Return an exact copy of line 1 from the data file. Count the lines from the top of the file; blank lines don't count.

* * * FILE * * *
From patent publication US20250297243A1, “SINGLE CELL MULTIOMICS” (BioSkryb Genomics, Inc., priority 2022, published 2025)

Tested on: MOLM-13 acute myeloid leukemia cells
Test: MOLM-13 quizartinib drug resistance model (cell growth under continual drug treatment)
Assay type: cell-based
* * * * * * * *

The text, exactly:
From patent publication US20250297243A1, “SINGLE CELL MULTIOMICS” (BioSkryb Genomics, Inc., priority 2022, published 2025)